Maybe they should call it the Fractured First. The political terrain is splintered, politics are fractious, and the price of dissent is spiking.
State Sen. Andy Harris - of the Western Shore's Baltimore County - could be the First District's new voice in Washington unless voters on both sides of the bay find his hard-right rhetoric discordant. Democrat Frank M. Kratovil Jr., the Queen Anne's County state's attorney, hopes the momentum of a "change" election will move him from underdog to winner.
The old First District, traditionally regarded as the Eastern Shore's own, is essentially history. It's been replaced by a serpentine affair that loops over the top of the Chesapeake Bay to take in many precincts in Harford, Anne Arundel and Baltimore counties. In all, 47 percent of the district is on the western side of the bay. It's always been thought of as solidly Republican, but because there are significant numbers of independents, no party has a majority, according to John T. Willis, a historian who helped draw the new district lines.
The geographical sundering occurred in the decennial balancing of populations designed to put roughly the same number of voters in each of the state's eight congressional districts. Although the Shore never had enough people to constitute a whole congressional district, that image endured anyway.
The combination of mapping, balancing and intraparty fighting conspired this time to help unseat moderate nine-term Republican Wayne T. Gilchrest.
Mr. Gilchrest had seemed quintessentially Shore: independent, thoughtful and far removed from the self-absorbed Washington Beltway crowd. In the new reality, he found himself under attack for less-than-perfect adherence to party loyalty. He and Robert L. Ehrlich Jr. clashed over slots, which Mr. Gilchrest opposed - to the chagrin of the former governor, who backed Mr. Harris in the primary.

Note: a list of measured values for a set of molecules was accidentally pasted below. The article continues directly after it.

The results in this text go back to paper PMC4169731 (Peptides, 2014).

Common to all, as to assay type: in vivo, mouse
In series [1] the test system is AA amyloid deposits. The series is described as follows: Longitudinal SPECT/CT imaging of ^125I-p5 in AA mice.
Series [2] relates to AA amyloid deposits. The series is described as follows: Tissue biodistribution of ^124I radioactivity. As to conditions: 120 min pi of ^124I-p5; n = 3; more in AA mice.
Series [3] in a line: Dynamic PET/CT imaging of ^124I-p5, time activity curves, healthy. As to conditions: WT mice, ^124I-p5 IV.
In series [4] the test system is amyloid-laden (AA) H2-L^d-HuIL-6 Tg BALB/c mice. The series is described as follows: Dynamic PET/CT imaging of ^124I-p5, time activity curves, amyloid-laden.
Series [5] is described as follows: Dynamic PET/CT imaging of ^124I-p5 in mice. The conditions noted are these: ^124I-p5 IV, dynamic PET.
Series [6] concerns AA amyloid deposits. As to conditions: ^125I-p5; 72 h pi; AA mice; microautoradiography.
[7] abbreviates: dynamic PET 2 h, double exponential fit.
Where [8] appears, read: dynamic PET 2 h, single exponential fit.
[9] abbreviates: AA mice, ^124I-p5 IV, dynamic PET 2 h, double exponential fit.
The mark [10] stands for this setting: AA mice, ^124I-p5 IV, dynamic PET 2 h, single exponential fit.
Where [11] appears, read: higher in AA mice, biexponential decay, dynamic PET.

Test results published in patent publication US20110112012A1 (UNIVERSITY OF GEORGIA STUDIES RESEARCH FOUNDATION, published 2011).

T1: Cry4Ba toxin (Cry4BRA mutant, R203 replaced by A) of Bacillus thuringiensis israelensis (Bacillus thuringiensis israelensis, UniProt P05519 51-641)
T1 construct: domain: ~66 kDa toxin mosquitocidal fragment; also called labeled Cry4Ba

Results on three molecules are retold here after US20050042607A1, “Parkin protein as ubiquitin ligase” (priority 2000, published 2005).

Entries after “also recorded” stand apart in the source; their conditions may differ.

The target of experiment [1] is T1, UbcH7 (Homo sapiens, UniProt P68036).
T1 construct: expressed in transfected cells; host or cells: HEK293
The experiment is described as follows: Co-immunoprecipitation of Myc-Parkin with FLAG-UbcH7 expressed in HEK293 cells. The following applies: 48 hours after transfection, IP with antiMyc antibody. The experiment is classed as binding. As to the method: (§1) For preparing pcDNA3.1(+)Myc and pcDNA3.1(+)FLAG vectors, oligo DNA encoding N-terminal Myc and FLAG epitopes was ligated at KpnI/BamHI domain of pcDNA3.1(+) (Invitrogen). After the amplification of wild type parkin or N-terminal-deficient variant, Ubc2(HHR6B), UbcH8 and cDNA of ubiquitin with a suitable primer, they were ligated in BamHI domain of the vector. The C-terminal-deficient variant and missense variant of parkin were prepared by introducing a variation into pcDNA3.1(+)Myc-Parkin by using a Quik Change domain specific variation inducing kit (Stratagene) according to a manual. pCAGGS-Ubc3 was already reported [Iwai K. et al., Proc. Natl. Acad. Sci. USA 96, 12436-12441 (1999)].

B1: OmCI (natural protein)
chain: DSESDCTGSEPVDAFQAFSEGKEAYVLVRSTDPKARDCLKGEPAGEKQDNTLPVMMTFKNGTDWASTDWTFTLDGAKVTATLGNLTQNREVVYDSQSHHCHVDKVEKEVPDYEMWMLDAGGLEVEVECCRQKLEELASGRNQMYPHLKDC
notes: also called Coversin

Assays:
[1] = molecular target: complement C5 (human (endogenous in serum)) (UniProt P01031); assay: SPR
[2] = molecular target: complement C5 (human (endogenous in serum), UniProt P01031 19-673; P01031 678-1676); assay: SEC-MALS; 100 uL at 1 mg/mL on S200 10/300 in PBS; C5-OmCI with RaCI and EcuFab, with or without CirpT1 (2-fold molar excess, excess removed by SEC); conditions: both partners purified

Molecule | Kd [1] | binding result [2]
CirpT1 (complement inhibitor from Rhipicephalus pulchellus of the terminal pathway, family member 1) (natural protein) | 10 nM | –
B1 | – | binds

President Bush and former Lt. Gov. Michael S. Steele campaigned for Mr. Gilchrest. It wasn't enough.
But the outcome of the general election race is in doubt. Favorite status had gone to Mr. Harris. Until recently, at least, he's been well funded and moving with the momentum of his primary victory. He seemed likely to have a financial edge, but Kratovil forces say their man has the money to compete on television.
Those who backed Mr. Harris included some who found Mr. Gilchrest too independent, less moored to GOP orthodoxy than they liked - and not in step with President Bush on the war. "Wayne broke ranks," says Kent County Commissioner Roy Crow, a Republican, "but I was proud that he voted on the right direction for the country as a whole."
In a way, Mr. Gilchrest was punished by voters in the new First for the trait that made him seem such a perfect fit for the old, pre-redistricting Shore district.
"Wayne would rather be out in hiking boots checking on a bird sanctuary than attending a GOP dinner," said John W. Cole, Republican chairman of the Caroline County Board of Commissioners. "That did not serve him well."
Mr. Cole has angered a few in his party by endorsing Democrat Kratovil. But at least he has company in his defection from the GOP: Mr. Crow joined him. And, recently, Mr. Gilchrest himself was on television with an advertisement endorsing Mr. Kratovil.
Democrats aren't conceding the election this fall by a long shot. Another Marylander, Rep. Chris Van Hollen, head of the Democratic Congressional Campaign Committee, predicts the First will fall in line with the national movement toward Democrats, particularly given the worsening economic climate.
"People want a pragmatist, a problem solver, not an ideologue," he said.
C. Fraser Smith is senior news analyst for WYPR-FM. His column appears Sundays. His e-mail is email@example.com.